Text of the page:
Nicolas Guéguen of the Université de Bretagne-Sud reported some more social psychological research. This had to do with the stimulus value of lower back tattoos, commonly called "tramp stamps."
To assist him in this experiment in a natural setting, he enlisted the help of 11 women aged about 20 years, all rated as "above average" in attractiveness, who wore a two-piece swimsuit on several occasions. On half of the occasions, each woman would adorned with a temporary butterfly tattoo located in the small of her back; on the other occasions, her back would be untattooed. She was to recline on her stomach on a beach towel, and be reading a book during the observation period.
Young male assistants were stationed nearby. Their task was threefold: to count what percentage of young men would try to come up to her and start a conversation, to time the approximate latency between the guys' seeing her and making their moves, and to possibly intervene.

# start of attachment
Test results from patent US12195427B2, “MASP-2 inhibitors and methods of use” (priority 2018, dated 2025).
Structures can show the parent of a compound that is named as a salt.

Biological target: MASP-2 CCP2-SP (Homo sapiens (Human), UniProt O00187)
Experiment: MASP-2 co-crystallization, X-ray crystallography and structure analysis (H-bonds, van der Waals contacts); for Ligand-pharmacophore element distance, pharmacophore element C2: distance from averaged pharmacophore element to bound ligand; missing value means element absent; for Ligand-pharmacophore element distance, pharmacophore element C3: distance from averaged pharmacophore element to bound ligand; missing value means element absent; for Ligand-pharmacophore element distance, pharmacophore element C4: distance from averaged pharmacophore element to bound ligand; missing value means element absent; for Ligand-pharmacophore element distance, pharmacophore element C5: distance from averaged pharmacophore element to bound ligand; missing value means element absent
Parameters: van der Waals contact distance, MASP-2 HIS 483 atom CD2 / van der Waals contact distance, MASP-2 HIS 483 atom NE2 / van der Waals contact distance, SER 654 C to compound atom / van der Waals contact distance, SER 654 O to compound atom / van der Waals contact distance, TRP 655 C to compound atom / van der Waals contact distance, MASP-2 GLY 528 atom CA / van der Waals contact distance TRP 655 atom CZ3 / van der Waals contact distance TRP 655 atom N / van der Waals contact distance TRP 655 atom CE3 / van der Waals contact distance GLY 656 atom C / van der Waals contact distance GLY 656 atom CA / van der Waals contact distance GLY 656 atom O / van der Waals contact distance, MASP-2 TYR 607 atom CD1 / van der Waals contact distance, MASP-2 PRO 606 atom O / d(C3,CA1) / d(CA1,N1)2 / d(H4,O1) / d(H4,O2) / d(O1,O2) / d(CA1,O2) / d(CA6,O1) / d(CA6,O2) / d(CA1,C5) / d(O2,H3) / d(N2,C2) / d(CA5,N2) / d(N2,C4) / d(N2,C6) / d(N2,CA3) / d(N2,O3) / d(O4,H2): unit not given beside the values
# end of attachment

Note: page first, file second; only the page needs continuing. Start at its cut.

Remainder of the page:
Without wearing the butterfly tattoo, women were approached 10% of the time; but with the butterfly tattoo they were approached 24% of the time! It took an average of 35 minutes for the men to approach the untattooed ladies (if they did), but only an average of 24 minutes if they had the tattoo.
In a second experiment, Guéguen sent his attractive demoiselles and their mecs back to the Breton beach; but this time the guys asked nearby males to estimate how likely they would obtain a date with the young woman, and to estimate how likely it was that they would have sex on the first date. In both cases, a greater likelihood went if the young lady had the butterfly tattoo.
Apparently, a "tramp stamp" does reflect a perceptual reality among these young men. This is despite the fact that there is no term in the French language that conveys the adverse moral judgement that the American slang expression conveys. It might be useful to replicate this study on a German beach, given that their slang for lower back tattoo is arschgeweig ("ass antlers.")
We should note that the two-piece swimsuit, per se, does not seem to be the primary determinant of these inpetuous guys' intrusions.
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